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there were no such things as gloves of chickenskin. They were at one time a main article in chirocosmetics.

Act v. sc. l. Clown's speech :So that, conclusions to be as kisses, if your four negatives make your two affirmatives, why, then, the worse for my friends, and the better for my foes.

(Warburton readsconclusion to be asked, is.')

Surely Warburton could never have wooed by kisses and won, or he would not have flounderflatted so just and humorous, nor less pleasing than humorous, an image into so profound a nihility. In the name of love and wonder, do not four kisses make a double affirmative ? The humour lies in the whispered “No!' and the inviting ‘Don't!' with which the maiden's kisses are accompanied, and thence compared to negatives, which by repetition constitute an affirmative.

ALL'S WELL THAT ENDS WELL.

Act I. sc. I.

Count. If the living be enemy to the grief, the excess makes it soon mortal.

Bert. Madam, I desire your holy wishes.

Laf. How understand we that? DERTRAM and Lafeu, I imagine, both speak

together,—Lafeu referring to the Countess's rather obscure remark.

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Duke. My life upon't, young though thoa art, thine ere

Hath stay'd upon some favour that it lores;

Hath it not, boy?
Vio. A little, by your favour.
Duke. What kind of woman is't?

And yet Viola was to have been presented to Orsino as a eunuch !--Act i. sc. 2. Viola's speech. Either she forgot this, or else she had altered her plan.

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Vio. A blank, my lord : she never told her love!

But let concealment, &c. After the first line, (of which the last five words should be spoken with, and drop down in, a deep sigh) the actress ought to make a pause; and then start afresh, from the activity of thought, born of suppressed feelings, and which thought had accumulated during the brief interval, as vital heat under the skin during a dip in cold water.

Ib. sc. 5. Fabian. Though our silence be drawn from us by cars, yet peace. Perhaps, 'cables.

Act üi. sc. 1.

Clown. A sentence is but a cheveril glove to a good wit. (Theobald's note.)

Theobald's etymology of cheveril' is, of course, quite right ;-but he is mistaken in supposing that there were no such things as gloves of chickenskin. They were at one time a main article in chirocosmetics.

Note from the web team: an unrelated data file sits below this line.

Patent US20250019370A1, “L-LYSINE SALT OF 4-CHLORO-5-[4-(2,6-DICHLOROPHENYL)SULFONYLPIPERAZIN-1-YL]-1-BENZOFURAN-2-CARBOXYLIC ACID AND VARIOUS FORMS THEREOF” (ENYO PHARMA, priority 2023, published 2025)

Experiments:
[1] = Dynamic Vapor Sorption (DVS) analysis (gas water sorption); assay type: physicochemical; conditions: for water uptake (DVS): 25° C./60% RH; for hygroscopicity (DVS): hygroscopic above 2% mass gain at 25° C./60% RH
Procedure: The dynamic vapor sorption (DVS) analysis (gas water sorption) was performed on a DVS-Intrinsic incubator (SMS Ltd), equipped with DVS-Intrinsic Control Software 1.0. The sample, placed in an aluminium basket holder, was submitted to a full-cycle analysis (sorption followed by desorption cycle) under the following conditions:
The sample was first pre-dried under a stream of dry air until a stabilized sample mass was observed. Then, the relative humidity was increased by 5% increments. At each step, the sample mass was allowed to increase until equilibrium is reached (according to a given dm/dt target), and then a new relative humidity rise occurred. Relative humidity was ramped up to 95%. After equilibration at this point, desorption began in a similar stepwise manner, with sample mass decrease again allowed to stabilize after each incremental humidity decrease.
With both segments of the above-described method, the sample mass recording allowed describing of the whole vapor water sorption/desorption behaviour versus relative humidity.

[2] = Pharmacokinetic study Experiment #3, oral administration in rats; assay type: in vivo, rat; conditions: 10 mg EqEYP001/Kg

Act v. sc. 1. Clown's speech :

So that, conclusions to be as kisses, if your four negatives make your two affirmatives, why, then, the worse for my friends, and the better for my foes.

(Warburton reads conclusion to be asked, is.')

Surely Warburton could never have wooed by kisses and won, or he would not have flounderflatted so just and humorous, nor less pleasing than humorous, an image into so profound a nihility. In the name of love and wonder, do not four kisses make a double affirmative ? The humour lies in the whispered · No!' and the inviting Don't!' with which the maiden's kisses are accompanied, and thence compared to negatives, which by repetition constitute an affirmative.

ALL'S WELL THAT ENDS WELL.

Act I. sc. I.

Count. If the living be enemy to the grief, the excess makes it soon mortal.

Bert. Madam, I desire your holy wishes.

Laf. How understand we that? DERTRAM and Lafeu, I imagine, both speak

D together,-Lafeu referring to the Countess's rather obscure remark.

King.

Act. ii. sc. l. (Warburton's note.)

- let higher Italy
(Those 'bated, that inherit bat the fall
Of the last monarchy) see, that you come

Not to woo honour, but to wed it. It would be, I own, an andacious and unjustifiable change of the text; but yet, as a mere conjecture, I venture to suggest 'bastards,' for “bated.' As it stands, in spite of Warburton's note, I can make little or nothing of it. Why should the king except the then most illustrious states, which, as being republics, were the more truly inheritors of the Roman grandeur?—With my conjecture, the sense would be ;— let higher, or the more northern part of Italy-(unless ‘higher' be a corruption for ‘hir'd,'—the metre seeming to demand a monosyllable) (those bastards that inherit the infamy only of their fathers) see, &c. The following 'woo and wed' are so far confirmative as they indicate Shakspeare's manner of connexion by unmarked influences of association from some preceding metaphor. This it is which makes his style so peculiarly vital and organic. Likewise 'those girls of Italy' strengthen the guess. The absurdity of Warburton's gloss, which represents the king calling Italy superior, and then excepting the only part the lords were going to visit, must strike every one.

Ib. sc. 3.
Laf. They say, miracles are past; and we have our phi-

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124 NOTES ON ALL'S WELL THAT ENDS WELL.. losophical persons to make modern and familiar, things supernatural and causeless.

Shakspeare, inspired, as it might seem, with all knowledge, here uses the word 'causeless' in its strict philosophical sense ;-cause being truly predicable only of phenomena, that is, things natural, and not of noumena, or things supernatural.

Act iii. sc. 5.
Dia. The Count Rousillon :- know you such a one?
Hel. But by the ear that hears most nobly of him;

His face I know not. Shall we say here, that Shakspeare has unnecessarily made his loveliest character utter a lie?-Or shall we dare think that, where to deceive was necessary, he thought a pretended verbal verity a double crime, equally with the other a lie to the hearer, and at the same time an attempt to lie to one's own conscience ?

MERRY WIVES OF WINDSOR.

Act I. sc. 1.

Shal. The luce is the fresh fish, the salt fish is an old coat. I CANNOT understand this. Perhaps there is a I corruption both of words and speakers. Shallow no sooner corrects one mistake of Sir Hugh's, namely, “louse' for ' luce,' a pike, but the honest Welch

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